Jackie Buttnor's Journey to the Invictus Games

UPDATE: Jackie Buttnor wins Silver medal at Invictus Games 2017

Jackie Buttnor of Canada celebrates her silver medal in Heavyweight Powerlifting during the Invictus Games 2017 at the Mattamy Athletics Centre on September 25, 2017 in Toronto, Canada.

During her career with the military Jackie Buttnor had many fun and rewarding experiences, but seeing a Hercules military transport plane crash right before her eyes in 1993 had a profound impact on her life. The crash resulted in five fatalities, and left Jackie struggling with post-traumatic stress disorder (PTSD) that continued to escalate until she found help at the Operational Stress Injury Clinic (OSI Clinic) at Parkwood Institute, part of St. Joseph’s Health Care London (St. Joseph’s). 

Under the watchful eye of her trainer, Jackie Buttnor practices her powerlifting skills in preparation for the Invictus Games.

Under the watchful eye of her trainer, Jackie Buttnor practices her powerlifting skills in preparation for the Invictus Games. 

It was an easy decision for Jackie, 50, to join the military. With her father in the Royal Canadian Air Force and Jackie’s interest in medicine it was the perfect fit. As a medical technician, she served seven years with the 1 Field Ambulance medical unit in Calgary, and seven years with the 19 Wing Comox medical air evacuation team. “For the most part it was a really good time and well worth it, but the Hercules crash changed the colour of my world,” says Jackie.

By 2004 Jackie’s PTSD symptoms became overwhelming, and she was medically discharged from the military. Moving to Ontario she retrained for a number of new careers including horticulture and occupational therapy/physiotherapy assistant. It was in 2006 when anxiety and depression caused things to start tumbling down around her that Jackie was referred to St. Joseph’s OSI Clinic.

“It was a godsend coming to the clinic,” says Jackie. “Whenever I was in crisis they were there for me. They treated me really well, and I’ve made leaps and bounds in my recovery.”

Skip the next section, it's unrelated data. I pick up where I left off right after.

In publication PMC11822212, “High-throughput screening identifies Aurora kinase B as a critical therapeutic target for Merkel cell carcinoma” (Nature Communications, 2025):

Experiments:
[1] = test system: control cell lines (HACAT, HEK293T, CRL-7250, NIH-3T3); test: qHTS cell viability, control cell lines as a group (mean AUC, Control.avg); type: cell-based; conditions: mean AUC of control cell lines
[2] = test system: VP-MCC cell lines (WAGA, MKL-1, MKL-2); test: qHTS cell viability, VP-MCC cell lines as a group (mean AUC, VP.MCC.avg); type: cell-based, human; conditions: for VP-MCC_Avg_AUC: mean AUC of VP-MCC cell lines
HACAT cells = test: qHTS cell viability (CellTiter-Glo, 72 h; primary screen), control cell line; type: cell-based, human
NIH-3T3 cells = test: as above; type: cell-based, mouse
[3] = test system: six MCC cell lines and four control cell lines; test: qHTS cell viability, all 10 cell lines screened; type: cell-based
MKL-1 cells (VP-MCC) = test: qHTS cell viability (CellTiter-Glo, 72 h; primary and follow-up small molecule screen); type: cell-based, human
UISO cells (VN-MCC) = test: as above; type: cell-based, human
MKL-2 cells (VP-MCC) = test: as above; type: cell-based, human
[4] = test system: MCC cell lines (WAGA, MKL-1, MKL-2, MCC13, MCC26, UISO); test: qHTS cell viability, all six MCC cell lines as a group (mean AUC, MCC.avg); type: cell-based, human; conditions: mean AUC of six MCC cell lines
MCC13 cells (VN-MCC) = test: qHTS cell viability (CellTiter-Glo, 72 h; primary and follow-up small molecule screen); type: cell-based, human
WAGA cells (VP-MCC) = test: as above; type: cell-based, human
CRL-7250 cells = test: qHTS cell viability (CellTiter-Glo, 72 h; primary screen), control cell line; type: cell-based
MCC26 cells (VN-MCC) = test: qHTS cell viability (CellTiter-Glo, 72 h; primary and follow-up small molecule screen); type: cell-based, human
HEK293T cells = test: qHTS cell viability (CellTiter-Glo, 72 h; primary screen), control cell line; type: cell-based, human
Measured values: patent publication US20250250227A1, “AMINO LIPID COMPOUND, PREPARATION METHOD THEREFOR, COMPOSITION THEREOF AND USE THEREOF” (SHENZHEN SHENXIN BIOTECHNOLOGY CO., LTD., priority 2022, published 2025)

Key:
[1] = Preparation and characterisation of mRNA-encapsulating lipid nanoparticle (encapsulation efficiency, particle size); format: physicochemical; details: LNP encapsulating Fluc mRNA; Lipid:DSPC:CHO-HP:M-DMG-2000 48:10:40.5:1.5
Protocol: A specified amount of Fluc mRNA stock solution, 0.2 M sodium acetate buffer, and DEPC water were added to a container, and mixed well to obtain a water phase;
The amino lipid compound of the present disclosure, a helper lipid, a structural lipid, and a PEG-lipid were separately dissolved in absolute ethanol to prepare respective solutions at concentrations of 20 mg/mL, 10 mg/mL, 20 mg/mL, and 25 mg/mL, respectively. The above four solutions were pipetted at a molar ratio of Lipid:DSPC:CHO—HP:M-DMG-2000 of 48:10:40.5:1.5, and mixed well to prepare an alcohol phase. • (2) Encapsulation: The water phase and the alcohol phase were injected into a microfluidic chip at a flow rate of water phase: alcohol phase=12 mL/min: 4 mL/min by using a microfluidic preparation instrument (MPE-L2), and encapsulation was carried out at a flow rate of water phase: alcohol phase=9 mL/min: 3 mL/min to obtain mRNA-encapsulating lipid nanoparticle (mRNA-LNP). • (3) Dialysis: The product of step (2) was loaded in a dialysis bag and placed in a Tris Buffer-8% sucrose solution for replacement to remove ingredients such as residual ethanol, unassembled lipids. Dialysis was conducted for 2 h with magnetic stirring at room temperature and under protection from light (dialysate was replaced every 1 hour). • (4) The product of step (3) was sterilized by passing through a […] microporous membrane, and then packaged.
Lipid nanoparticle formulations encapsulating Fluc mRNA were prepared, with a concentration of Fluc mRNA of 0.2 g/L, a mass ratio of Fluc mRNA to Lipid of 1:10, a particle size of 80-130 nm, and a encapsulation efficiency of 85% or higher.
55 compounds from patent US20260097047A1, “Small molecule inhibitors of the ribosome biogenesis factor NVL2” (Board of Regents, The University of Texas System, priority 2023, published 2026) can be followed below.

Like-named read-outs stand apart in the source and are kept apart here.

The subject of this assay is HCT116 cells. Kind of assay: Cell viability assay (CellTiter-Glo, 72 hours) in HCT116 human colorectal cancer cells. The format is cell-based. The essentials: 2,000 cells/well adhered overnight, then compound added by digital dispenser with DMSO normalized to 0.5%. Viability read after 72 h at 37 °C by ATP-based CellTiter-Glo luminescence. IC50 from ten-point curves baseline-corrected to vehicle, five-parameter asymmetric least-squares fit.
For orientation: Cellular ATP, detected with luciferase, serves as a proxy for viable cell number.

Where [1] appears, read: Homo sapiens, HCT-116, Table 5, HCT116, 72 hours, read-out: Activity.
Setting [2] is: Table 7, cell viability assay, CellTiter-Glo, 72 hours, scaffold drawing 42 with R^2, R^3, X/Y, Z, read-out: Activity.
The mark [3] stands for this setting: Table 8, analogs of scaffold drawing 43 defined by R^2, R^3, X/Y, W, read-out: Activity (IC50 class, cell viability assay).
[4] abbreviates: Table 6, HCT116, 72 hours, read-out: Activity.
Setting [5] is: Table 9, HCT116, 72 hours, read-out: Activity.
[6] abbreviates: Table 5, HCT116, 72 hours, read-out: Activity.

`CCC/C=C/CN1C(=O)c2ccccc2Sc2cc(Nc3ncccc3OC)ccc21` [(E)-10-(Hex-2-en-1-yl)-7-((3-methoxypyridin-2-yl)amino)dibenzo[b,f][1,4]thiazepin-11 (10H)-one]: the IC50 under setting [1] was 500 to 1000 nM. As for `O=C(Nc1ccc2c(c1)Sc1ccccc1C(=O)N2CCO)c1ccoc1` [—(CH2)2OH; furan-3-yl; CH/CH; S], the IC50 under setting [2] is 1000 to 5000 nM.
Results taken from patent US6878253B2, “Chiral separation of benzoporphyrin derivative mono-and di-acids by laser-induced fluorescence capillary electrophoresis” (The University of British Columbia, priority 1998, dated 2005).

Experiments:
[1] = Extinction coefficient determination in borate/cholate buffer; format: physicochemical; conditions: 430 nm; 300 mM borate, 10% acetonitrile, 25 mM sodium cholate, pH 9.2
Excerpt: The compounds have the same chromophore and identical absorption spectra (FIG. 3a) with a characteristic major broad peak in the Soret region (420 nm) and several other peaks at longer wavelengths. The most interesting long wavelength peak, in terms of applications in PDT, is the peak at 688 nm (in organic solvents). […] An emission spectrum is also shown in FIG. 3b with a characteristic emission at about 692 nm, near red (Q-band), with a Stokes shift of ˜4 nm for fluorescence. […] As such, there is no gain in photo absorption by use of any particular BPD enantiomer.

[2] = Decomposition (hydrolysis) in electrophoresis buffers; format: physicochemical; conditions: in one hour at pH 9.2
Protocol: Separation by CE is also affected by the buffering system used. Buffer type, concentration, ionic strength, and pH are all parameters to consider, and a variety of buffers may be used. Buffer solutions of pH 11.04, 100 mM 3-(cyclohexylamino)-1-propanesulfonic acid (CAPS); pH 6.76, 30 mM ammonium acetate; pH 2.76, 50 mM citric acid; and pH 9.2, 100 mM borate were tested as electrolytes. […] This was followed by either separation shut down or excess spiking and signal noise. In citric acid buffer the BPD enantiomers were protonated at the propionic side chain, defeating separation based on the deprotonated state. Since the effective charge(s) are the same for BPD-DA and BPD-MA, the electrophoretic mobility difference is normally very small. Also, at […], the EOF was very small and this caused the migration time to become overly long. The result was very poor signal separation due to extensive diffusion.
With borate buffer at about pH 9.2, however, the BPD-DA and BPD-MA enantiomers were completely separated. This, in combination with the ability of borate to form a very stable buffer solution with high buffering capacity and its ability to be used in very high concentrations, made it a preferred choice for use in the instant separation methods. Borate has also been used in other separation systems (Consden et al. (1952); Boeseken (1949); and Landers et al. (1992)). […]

MySelf program 

In addition to the medical help Jackie has received from St. Joseph’s OSI Clinic, another key to her recovery was the MySelf program—a new program the clinic is piloting in partnership with St. Joseph’s Veterans Care Program. 

photo of the program group

MySelf participants with their dogs, spending time with their dogs during the MySelf program
myself program participants
Two men enjoy making pottery as part of the MySelf program.

“Trauma can result in people isolating themselves, and the MySelf program offers an excellent opportunity for people with an operational stress injury to challenge themselves to open up, socialize with others who have an operational stress injury, and explore new things,” explains Jane Gallimore, a registered nurse with St. Joseph’s OSI Clinic. Gallimore runs the MySelf program in collaboration with psychologist Dr. Jason Carr, therapeutic recreation specialist Marie Finkbeiner, veterans arts instructors Bev McNaughton and Kim Smith, music therapists Jill Kennedy Tufts and Emily DeBekker and dietitian Rose Russell.

The MySelf program offers a broad range of activities ranging from tai chi, to nature walks, to pool therapy to pottery. “The program helped me re-engage in life—to get out of the house, make new friends, and have new experiences,” says Jackie. “I really enjoyed the silk painting; when I’m painting I can focus right in and forget my other troubles.”  To further spread her wings, Jackie has even joined a local choir to nurture her love of music.

“During the course of the program we saw an incredible difference in the participants,” says therapeutic recreation specialist Marie Finkbeiner. “The first morning the tension in the room was evident, but by the last day they were all talking and laughing with their new-found friends.”

Invictus games

With more than 550 military athletes from 17 countries, this fall Jackie is competing in the Invictus Games—Prince Harry’s adaptive sports event for injured, ill and wounded service men and women and veterans. She is training four to five times a week for the sports will be competing in which include wheelchair rugby and rowing, but her real strength lies in powerlifting where her maximum bench press is 190 pounds.

The therapists at St. Joseph’s OSI clinic have helped to restore Jackie’s confidence, peace of mind and joy in life. In fact Jackie, who says she has spent most of her life trying to stay out of the limelight, is now stretching her boundaries even further by being interviewed by national media outlets about her involvement in the Invictus Games.

“If anyone is having problems with PTSD, please say something to someone,” advises Jackie. “It’s a long and hard struggle but it’s worth it.”

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